C3M27BG377691543ATGATCATATTTGGTTAGATC
 HEX—TTTGGTTAACAAATTTCCTAC58
C4M79A and BG427262203TTTATATCAAGAATGACAACC
 HEX—TAGCAACAATAAACAATATGG55
C3M35BG379532184GGAAATATATATCATACTTGG
 6-FAM—TTTTTGGTGTCGGTTATTTTT55
C4M69A and BG379563624GAAATGGAGATAAACTATTAC
 TET—AATTACACAACAGATGTGAA57
SSPBG377731884AATACAGATGAAGGAGAC
 6-FAM—TTGCAACGAACAGTCATC59
Pf2802A and BG378181365GTATAAAAGGAAATACCTA
 TET—CAGACTATCTTAAGGGAA54
3E7BG377851887AAGAATGAAAGTATTTTTAGC
 TET—CCCCTTCAAAAAGGAAATAACAC59
7A11A and BG38831927ATGTGTAAGGAGATAGTATA
 6-FAM—CAACTTTCTCTTTTTAAATATTAC56
PE14FBG388461267CTGTGGATAATGATATTC
 6-FAM—GTCCATTGAAAAGATAGG54
C9M57BG444792029TGCTTTTTATGTATGCGTAAA
 TET—TTCTTCTTTCTTTTCAAGTTC59
MMSABG378341319TGTAGGAGTAAAATATGT
 HEX—AATATCACTATTCCTGTA49
Pf9735BG3779111411TATATCATCGGGATGCTA
 TET—AGGTAATAAGAGTGTTAA55
Pf2689A and BG378548612TATGCACACACGTTTCTA
 6-FAM—CTCCAAGGCATTCACGTA57
TRAPA and BG3785813413CATAATAGTAGCAAGAGA
 HEX—GATTATATATAGCGATTTAC49
CALBG3787025614CATAATAGTAGCAAGAGA
 TET—GATTATATATAGCGATTTAC49
RRR1BG3786513714GTTGTTATAGCTAATGAG
 TET—ATTATGAACAATTCAGAC55
TA40CG38858124310TET—GAAATTGGCACCACCACA
 AAGGGATTGCTGCAAGGT54
TAA42CG3883220056-FAMTAGAAACAGGAATGATACG
 GTATTATTACTACTACTAAAG52
TAA81CG388361185HEX—TGGACAAATGGGAAAGGATA
 TTTCACACAACACAGGATT56
TAA87CG388389566-FAMAATGGCAACACCATTCAAC
 ACATGTTCATATTACTCAC54
Pfg377CG378519512GATCTCAACGGAAATTAT
 TET—TTATCCCTACGATTAACA48
2490CG377908010TTCTAAATAGATCCAAAG
 HEX—TAGAATTATTGAATGCAC46
Table 2

Multiplicity of Plasmodium falciparum populations from Djibouti, Dakar, Niamey, and Zouan Hounien*

Djibouti n = 42Dakar n = 37Niamey n = 43Zouan Hounien n = 118
PanelLocin% Multi-infectionMean multiplicityn% Multi-infectionMean multiplicityn% Multi-infectionMean multiplicityn% Multi-infectionMean multiplicity
* n = number of isolates with detected P. falciparum population; % Multi-infection = percentage of isolates that exhibit more than one population; Mean multiplicity = mean number of parasite populations per isolate. The 22 microsatellite loci are grouped together in panels A, B, and C. NA = not analyzed. Multi-infections and mean multiplicity from each panel with the locus that exhibits the highest number of alleles are shown in the bottom three rows.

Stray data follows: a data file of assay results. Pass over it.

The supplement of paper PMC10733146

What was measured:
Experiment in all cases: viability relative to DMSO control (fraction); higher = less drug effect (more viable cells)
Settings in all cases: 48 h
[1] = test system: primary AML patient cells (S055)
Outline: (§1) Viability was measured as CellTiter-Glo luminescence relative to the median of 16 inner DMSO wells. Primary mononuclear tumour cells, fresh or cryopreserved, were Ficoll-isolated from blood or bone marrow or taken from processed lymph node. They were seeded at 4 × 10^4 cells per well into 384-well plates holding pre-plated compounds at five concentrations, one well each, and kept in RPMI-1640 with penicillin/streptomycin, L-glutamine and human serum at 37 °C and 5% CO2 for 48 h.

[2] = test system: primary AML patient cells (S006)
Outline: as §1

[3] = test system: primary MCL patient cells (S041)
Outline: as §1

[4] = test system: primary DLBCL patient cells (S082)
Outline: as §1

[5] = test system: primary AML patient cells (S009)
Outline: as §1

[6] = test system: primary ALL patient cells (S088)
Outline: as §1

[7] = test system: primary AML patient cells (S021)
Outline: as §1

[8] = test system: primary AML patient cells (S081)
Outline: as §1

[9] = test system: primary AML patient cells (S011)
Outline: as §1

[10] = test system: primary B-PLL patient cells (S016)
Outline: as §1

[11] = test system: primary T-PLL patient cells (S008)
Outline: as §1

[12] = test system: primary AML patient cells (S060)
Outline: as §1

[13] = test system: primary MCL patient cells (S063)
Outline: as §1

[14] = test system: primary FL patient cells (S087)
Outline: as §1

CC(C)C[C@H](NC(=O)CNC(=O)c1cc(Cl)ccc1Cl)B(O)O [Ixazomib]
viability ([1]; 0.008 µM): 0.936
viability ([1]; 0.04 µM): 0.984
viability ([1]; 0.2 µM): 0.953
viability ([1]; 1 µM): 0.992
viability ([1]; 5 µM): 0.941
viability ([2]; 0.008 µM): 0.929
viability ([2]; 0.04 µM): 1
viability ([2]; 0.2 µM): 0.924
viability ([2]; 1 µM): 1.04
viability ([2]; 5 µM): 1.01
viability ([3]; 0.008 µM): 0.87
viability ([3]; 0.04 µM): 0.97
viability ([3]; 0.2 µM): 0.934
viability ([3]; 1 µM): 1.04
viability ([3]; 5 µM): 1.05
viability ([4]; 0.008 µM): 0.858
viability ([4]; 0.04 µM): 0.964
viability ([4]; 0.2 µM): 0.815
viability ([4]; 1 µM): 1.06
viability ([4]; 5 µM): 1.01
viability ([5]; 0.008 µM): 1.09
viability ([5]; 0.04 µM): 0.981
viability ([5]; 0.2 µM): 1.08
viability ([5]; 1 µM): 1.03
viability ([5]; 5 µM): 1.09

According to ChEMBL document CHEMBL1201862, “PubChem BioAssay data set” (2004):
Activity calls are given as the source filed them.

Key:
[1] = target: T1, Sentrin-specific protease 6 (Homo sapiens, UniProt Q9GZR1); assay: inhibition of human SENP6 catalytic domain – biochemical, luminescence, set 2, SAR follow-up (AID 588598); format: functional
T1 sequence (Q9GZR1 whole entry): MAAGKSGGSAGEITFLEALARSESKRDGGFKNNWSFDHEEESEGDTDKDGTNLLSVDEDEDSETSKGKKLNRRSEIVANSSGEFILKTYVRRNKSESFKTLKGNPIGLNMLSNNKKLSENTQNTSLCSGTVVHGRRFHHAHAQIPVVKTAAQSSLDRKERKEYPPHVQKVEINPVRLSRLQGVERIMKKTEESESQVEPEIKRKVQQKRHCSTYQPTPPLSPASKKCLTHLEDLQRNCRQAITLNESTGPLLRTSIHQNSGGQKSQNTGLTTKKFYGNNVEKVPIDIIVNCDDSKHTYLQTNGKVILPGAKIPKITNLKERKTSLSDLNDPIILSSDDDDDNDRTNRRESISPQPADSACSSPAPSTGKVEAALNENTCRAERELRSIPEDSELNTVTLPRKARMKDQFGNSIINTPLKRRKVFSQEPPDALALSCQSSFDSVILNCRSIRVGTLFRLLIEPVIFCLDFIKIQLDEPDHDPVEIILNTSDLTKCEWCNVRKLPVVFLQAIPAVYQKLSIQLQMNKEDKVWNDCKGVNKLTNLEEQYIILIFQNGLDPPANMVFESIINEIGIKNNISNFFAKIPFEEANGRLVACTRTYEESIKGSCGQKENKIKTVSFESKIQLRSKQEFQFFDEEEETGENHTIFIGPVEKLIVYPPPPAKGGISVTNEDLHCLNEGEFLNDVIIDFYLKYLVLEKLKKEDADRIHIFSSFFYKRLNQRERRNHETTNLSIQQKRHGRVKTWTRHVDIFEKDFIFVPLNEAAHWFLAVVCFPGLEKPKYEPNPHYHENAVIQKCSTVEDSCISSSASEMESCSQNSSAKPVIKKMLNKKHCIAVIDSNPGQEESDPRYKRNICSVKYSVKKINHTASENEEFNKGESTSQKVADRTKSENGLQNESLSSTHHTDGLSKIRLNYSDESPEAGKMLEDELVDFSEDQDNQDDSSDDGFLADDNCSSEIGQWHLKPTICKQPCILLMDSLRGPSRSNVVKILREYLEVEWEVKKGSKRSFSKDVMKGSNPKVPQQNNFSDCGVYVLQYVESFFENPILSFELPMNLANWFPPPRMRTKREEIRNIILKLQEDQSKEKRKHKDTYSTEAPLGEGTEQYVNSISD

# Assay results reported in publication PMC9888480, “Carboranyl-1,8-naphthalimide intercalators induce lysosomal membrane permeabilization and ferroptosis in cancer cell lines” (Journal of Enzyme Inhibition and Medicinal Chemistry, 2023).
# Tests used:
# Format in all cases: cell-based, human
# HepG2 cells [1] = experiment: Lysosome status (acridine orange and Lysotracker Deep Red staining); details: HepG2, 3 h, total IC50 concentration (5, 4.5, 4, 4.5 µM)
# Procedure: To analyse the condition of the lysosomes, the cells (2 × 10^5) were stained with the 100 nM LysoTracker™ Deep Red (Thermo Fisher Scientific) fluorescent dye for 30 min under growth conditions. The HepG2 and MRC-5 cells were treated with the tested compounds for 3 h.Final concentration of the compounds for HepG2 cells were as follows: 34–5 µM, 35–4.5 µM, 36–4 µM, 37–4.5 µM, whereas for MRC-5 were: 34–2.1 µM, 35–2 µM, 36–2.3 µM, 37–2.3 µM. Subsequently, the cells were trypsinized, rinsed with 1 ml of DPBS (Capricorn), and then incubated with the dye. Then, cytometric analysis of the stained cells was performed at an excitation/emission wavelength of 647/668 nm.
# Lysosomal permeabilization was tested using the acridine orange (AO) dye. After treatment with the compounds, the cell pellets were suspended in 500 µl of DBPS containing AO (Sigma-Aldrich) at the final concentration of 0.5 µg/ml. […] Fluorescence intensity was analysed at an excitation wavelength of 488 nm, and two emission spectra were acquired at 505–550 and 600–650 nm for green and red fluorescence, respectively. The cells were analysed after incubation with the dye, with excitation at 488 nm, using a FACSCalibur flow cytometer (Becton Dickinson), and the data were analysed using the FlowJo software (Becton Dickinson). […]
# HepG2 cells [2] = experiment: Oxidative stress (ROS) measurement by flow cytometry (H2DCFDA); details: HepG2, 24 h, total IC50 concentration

A and BC4M794201.03713.51.14320.91.27648.71.7
Pf26894211.91.13713.81.24323.31.3100561.8
TRAP424.81.1373.71.14327.91.310658.52.0
Pf28024112.21.13711.41.243311.39551.61.9
7A11422.41.03716.21.14223.81.310963.32.2
C4M694214.31.13715.21.24235.71.49164.82.2
BPE14F402.51.02913.51.24323.31.3NANANA
3E73801.0278.31.041221.3NANANA
C3M274101.03518.91.14017.51.2NANANA
CAL3910.31.1338.11.24240.51.5NANANA
C3M35422.41.13611.11.14318.61.3NANANA
RRR14012.51.13610.81.14027.51.3NANANA
SSP422.41.0375.41.13915.41.2NANANA
C9M574201.0372.71.1352.91.0NANANA
MMSA4001.03718.91.03813.21.1NANANA
Pf97354001.0326.31.14334.91.3NANANA
CTA403324.21.225201.2NANANANANANA
TAA423716.21.2316.51.1NANANANANANA
TAA81378.11.13231.31.3NANANANANANA
TAA87385.31.13718.91.2NANANANANANA
Pfg377402.51.03312.11.1NANANANANANA
24903901.03215.61.2NANANANANANA
Panel A4226.21.33737.81.44348.81.611575.42.7
Panel B4235.71.43740.51.54362.81.8NANANA
Panel C4133.31.33735.11.3NANANANANANA
Table 3

Genetic diversity of Plasmodiium falciparum populations from Djibouti, Dakar, Niamey, and Zouan Hounien*

DjiboutiDakarNiameyZouan Hounien
PanelLocinAHenAHenAHenAHe
A and BC4M794240.1837130.8143150.8576250.84
Pf26894230.443770.604340.54100100.56
TRAP4280.6837140.8343140.81106180.78
Pf28024280.703770.694390.7295170.76
7A114260.473760.644290.84109130.81
C4M694270.713770.8442100.8291100.85
BPE14F4040.392980.814390.81NANANA
3 E73840.2027100.5341140.88NANANA
C3M274170.4835150.9240190.94NANANA
CAL3960.6833220.9542360.98NANANA
C3M3542100.7336170.9143180.94NANANA
RRR14060.6136140.9340210.92NANANA
SSP4280.7537170.9239160.92NANANA
C9M574240.313740.263560.34NANANA
MMSA4050.513750.663850.54NANANA
Pf97354060.6932100.8543110.83NANANA
CTA 403360.7125150.95NANANANANANA
TA423750.423150.44NANANANANANA
TA 813730.5932100.84NANANANANANA
TA873850.433790.80NANANANANANA
Pfg3774040.213370.61NANANANANANA
24903940.163250.44NANANANANANA
Mean AMean HESDMean AMean HeSDMean AMean HESDMean AMean HeSD
* n = number of typed isolateds; A = number of alleles; He = biased expected heterozygosity1271 for haploid organisms are shown for each microsatellite loci. NA = not analyzed.
Panel A60.530.2190.730.1110.20.760.1215.50.760.11
Panel B60.530.19110.760.1913.50.800.18NANANA
Panel C4.50.410.218.50.670.22NANANANANANA
Table 4

Genetic differentiation of Plasmodium falciparum populations between Africans sites*

DjiboutiDakarNiamey
Sample sizeFst95% CIFst95% CIFst95% CI
Fst-statistic (Weir & Cockernams) computed with Fstat version 2.9.4.